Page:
India’s populist public discourse is alarming for regional peace

India’s populist public discourse is alarming for regional peace

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Since the post-Pulwama military standoff in 2019, India and Pakistan relations have been in a blind alley. Neither side has shown flexibility in their positions to restore bilateral dialogue, which is imperative to prevent the region from the risks of catastrophic conflict escalation between nuclear-armed belligerent neighbors. Besides, the great powers’ increasing strategic competition also lessened their interest in persuading the neighbors to soften their postures for the recommencement of a dialogue process. Both sides now need to act rationally to avoid war rhetoric for mustering the masses’ support during their general elections.

Ironically, India and Pakistan rivalry has hampered South Asian regional connectivity and made the South Asian Association for Regional Cooperation practically dysfunctional since 2016. Both sides exchanged barbs over cross-border terrorism during the last Shanghai Cooperation Organization summit. Despite knowing war cannot solve their problems, they have been reluctant to exercise alternative means to settle their disputes. Besides, India’s Bharatiya Janata Party (BJP), once again, has been using warlike rhetoric to reap hyper-nationalist and Hindutva forces’ support in the next general elections. 

On July 26, the Indian defense minister Rajnath Singh asserted provocatively that Indian armed forces stand prepared to cross the Line of Control (LoC). Moreover, he solicited the residents of Ladakh to be ready to participate in wars not only indirectly but directly. He said, “We can go to any extreme to maintain the honor and dignity of the country...if that includes crossing the LoC, we are ready to do that.” Why are the Indian armed forces in offensive combat mode, and the defense minister threatening to conduct surgical strikes and prepare civilians for a war? 

Pull-quote: The Indian ruling elite seems convinced that the resumption of dialogue with Pakistan could tax its nationalist narrative, which is the key to winning the 2024 general elections.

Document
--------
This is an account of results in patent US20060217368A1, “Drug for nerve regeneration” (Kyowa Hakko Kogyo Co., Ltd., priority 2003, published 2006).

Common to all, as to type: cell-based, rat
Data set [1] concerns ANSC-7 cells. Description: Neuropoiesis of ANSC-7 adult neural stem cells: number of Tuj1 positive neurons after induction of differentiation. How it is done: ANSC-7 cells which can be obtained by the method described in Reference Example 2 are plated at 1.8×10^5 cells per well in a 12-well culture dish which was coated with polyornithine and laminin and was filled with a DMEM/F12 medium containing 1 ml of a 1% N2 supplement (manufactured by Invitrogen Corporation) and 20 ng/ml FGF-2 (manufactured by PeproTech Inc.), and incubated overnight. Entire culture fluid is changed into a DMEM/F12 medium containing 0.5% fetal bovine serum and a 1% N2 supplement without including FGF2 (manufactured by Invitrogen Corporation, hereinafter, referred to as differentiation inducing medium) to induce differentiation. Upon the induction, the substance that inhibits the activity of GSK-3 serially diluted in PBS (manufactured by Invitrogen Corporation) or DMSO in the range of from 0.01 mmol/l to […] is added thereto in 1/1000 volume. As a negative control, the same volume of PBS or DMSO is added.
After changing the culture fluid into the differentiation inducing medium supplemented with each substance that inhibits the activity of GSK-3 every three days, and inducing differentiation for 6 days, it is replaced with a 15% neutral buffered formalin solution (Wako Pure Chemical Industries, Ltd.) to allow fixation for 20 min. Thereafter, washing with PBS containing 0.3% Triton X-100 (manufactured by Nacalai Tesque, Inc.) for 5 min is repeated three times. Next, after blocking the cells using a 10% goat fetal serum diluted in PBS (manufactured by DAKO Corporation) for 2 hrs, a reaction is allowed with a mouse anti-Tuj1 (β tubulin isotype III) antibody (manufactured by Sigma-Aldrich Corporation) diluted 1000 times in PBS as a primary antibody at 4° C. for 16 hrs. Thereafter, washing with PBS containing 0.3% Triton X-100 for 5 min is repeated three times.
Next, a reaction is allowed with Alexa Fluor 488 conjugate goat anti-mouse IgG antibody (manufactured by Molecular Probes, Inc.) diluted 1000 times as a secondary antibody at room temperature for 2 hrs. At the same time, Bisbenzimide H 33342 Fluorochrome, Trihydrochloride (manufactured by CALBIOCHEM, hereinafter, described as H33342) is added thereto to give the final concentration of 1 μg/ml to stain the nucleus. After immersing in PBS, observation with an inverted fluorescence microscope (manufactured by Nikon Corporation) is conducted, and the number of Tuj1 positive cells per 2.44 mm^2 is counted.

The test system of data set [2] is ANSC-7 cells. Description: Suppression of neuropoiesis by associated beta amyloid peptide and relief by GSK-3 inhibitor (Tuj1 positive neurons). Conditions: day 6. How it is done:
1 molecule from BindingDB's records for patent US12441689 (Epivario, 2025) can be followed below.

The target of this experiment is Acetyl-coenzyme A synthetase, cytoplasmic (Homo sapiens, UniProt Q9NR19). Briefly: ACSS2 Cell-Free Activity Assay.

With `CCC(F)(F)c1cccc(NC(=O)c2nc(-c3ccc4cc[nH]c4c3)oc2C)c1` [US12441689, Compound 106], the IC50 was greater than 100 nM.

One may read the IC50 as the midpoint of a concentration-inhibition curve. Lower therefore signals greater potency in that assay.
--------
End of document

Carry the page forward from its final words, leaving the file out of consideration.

- Dr. Zafar Nawaz Jaspal

Pakistan’s military maneuvering or deployment on India’s Western border, including the LoC, is normal. Pakistan has not violated the 2003 cease-fire arrangement at LoC and the Working Boundary since February 2021. Hence, there are other reasons for increasing the temperature on the LoC and dragging Pakistan into India’s populist public discourse. Precisely, it alarms about the probability of a false flag, which could further derail the currently unstable peace between India and Pakistan. 

Perhaps Singh’s rhetoric was an attempt to divert the attention of the Indian people from recent violent ethnic clashes in the BJP-ruled northeastern state of Manipur and the no-confidence vote motion against Narendra Modi’s government by an alliance of opposition parties in the Lok Saba.

The Modi cohorts are startled by the recent formation of the Indian National Developmental Inclusive Alliance (INDIA), comprising 26 political parties. INDIA has planned to contest elections on the country’s struggling economy, rising unemployment, minorities increasing insecurity due to Hindu nationalists, particularly Muslims, and a shrinking space for dissent and free media. 

Notably, anti-Pakistan statements are an integral component of the BJP’s general election strategy, which is expected in April-May 2024. They have been known to consistently use anti-Pakistan and anti-Muslim catchphrases on the record to stoke hyper-nationalism and reap electoral gains. The Indian defense minister’s recent politically oriented oratory may serve BJP’s domestic agenda, but it is a catalyst for regional strategic instability.

Pakistan’s Foreign Office Spokesperson Mumtaz Zahra Baloch reacted to Singh by stating India’s belligerent rhetoric was “a threat to the regional peace and stability and contributes to destabilizing the strategic environment in South Asia.” Though the Pakistani political elite refrained from warlike rhetoric, how long will it last? BJP’s militaristic public discourse will inevitably instigate similar discourse in Pakistan. Indeed, such a narrative increases temperatures domestically and spirals cross-border tensions. 

To conclude, currently, India is in a better position to break the impasse and create conditions for the resumption of meaningful dialogue with Pakistan. However, the Indian ruling elite seems convinced that the resumption of dialogue could tax its Hindutva narrative, which is the key to winning the 2024 general elections. 

- Dr. Zafar Nawaz Jaspal is an Islamabad-based analyst and professor at the School of Politics and International Relations, Quaid-i-Azam University. E-mail: [email protected] Twitter: @zafar_jaspal

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